On the 6th of April, 1854, father, mother and myself were baptized into the Mormon Church and in the month of October, 1855 we left our home and began our trip to America. We went to Aalborg and stayed there a few weeks until all the people from that part of the country were ready and we all got on the steamship "Iris" to sail to Copenhagen. We went down the river named Lumfjorden and came to Copenhagen in the afternoon the next day. There we stopped a few days until the steamship "Lyon" was ready to take us on board for Kiel in Sliesvig.
Here we got on a railroad train through Holstein to Gluckstad where we got on another steamship for England. We had a terrible storm on the North Sea. It took us two days and one night to reach England where we arrived in the afternoon and got on the train for Liverpool and traveled all night. We were both tired and hungry when we got to Liverpool. There they had a dinner for the company. Some kind of soup, there were little bits of meat in it and lots of potatoes but it was so strong of pepper and ginger and salt I could not eat it. Here we were left in a large hall for one week and we were glad for that for we could go into town and buy all kinds of food ready to eat. We got good soup and meat and potatoes, and rice and milk and anything we liked until we had everything ready. The sail ship John J. Boyd was loaded with water and provisions for the trip across the Atlantic Ocean. We were on the ship several days and the doctors came to look at everybody to see if there were sick folks among the emigrants and if so, they had to be taken away.
The 12th of December we were hauled out of the harbor in Liverpool by a steamboat and it went all right as long as we were not out where the waves were rolling high, but after that our troubles began. Nearly all the people were sea sick and hollered for help and they were tossed so. All our boxes had to be tied to the posts with ropes and we had to hold on to what we could get hold of so we didn't fall. We had heavy winds all the time until Christmas Eve. Then we had a tornado. Our boxes tore lose and slid from one side of the ship to the other and we had to climb up in the bunks so we wouldn't get hurt, while the men got everything tied fast again.
Sometime in January our ship caught fire on the first deck and went through the floor to the second deck and filled it with smoke so that we nearly strangled. Lots ran up and wanted to jump overboard. Our leader, Knud Petersen said, "Stay on the ship. We will get the fire out and the ship will get to New York." And it did.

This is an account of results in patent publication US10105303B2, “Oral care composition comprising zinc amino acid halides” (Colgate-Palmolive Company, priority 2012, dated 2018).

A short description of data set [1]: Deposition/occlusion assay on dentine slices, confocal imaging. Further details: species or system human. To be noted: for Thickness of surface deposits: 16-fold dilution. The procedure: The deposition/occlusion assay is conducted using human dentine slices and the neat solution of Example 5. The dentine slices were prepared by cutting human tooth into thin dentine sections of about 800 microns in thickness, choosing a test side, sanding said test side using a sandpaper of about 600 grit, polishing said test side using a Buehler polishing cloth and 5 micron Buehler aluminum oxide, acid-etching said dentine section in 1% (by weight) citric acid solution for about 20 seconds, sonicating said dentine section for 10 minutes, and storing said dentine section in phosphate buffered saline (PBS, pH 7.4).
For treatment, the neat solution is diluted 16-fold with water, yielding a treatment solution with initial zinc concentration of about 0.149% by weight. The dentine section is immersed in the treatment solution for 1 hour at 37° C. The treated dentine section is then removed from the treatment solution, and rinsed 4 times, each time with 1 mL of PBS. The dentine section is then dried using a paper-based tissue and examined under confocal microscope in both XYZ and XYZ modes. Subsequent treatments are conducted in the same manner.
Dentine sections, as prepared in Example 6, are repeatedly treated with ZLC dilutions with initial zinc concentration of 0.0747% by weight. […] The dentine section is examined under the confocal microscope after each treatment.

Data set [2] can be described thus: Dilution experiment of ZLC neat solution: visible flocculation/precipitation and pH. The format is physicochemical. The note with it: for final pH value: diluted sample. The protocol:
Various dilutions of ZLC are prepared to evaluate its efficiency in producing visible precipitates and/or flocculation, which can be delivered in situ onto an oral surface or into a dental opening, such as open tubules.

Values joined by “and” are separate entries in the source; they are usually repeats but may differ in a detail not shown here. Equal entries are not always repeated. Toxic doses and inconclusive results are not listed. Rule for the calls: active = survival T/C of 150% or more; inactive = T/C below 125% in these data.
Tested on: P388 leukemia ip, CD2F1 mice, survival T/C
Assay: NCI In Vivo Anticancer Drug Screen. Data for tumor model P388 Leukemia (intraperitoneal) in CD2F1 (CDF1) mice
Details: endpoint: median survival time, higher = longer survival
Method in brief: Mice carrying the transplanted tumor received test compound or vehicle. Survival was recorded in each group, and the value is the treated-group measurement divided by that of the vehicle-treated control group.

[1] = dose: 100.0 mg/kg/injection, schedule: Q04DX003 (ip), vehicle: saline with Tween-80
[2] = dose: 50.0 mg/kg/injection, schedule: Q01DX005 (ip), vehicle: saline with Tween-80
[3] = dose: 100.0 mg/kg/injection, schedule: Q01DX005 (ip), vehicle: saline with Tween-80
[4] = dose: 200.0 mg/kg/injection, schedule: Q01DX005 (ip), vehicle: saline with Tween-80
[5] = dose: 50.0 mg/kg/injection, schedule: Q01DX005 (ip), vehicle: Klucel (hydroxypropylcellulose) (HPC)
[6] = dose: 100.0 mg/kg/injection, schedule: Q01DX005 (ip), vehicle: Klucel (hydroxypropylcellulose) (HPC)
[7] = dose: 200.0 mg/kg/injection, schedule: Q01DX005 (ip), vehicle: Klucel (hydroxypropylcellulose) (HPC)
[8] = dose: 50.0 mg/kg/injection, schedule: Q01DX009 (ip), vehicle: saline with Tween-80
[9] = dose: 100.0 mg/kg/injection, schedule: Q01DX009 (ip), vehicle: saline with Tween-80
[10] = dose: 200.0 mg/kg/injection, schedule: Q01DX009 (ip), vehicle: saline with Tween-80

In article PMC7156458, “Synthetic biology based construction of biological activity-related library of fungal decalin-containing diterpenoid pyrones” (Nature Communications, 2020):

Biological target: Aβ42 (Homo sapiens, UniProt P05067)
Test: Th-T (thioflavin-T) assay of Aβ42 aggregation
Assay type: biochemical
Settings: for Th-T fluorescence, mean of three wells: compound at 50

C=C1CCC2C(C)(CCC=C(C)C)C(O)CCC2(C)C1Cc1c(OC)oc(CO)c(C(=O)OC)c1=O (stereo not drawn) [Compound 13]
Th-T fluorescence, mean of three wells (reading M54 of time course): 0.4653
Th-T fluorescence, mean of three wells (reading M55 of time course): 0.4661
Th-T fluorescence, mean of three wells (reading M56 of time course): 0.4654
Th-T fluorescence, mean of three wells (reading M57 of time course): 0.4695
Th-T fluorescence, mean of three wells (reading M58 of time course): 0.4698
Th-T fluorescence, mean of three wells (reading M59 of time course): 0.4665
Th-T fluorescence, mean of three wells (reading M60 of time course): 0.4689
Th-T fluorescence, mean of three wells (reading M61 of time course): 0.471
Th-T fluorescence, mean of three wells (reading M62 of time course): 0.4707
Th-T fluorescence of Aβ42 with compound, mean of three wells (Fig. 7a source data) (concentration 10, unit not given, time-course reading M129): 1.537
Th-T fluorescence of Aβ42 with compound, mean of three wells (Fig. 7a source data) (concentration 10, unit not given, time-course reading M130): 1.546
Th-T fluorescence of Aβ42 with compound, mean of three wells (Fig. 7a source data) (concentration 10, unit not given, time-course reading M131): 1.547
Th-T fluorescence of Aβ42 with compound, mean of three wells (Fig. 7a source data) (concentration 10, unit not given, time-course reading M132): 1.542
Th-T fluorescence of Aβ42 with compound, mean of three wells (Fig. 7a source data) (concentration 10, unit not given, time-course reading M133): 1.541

One night after that we had a collision with another ship and we just about knocked a hole in our ship. The Captain had always been mean to the sailors but after that he got worse because they had not been ....at their guard, [p.1] so they were nearly all sick and couldn't work. But we had good luck. On 2 February, 1856 we picked up 36 men from a ship that had sprung a leak and were sinking. We steered for them for them [SIC] for four days and we needed the sailors, too. We were on the ship 66 days. We were 512 immigrants on board but lots of children died and were buried in the ocean. My two little brothers died, one on the 30th of January, the other one week later.
We landed in New York the 16th of February 1856 and stayed in a large place, Castle Garden. The 21st of February, 1856 we left New York on a train for Dunkirk, Cleveland and Chicago and to Burlington, Iowa where we arrived on the 1st of March, 1856. We crossed the Mississippi River on ice and pulled our boxes and bedding loaded on top of the boxes across the river with the ice cracking under our feet. We stayed in Burlington, Iowa until the next day and we went out to hunt work. . . .
. . . well, we started in the first part of May 1858, for our trip. . . . [p.2]
. . . We got to Salt Lake City on the 29th of Aug. 1859. . . . [p.4]
BIB: Ahlstrom, Mary Larsen. Autobiographical sketch (Ms 9923), pp. 1-2, 4. (CHL)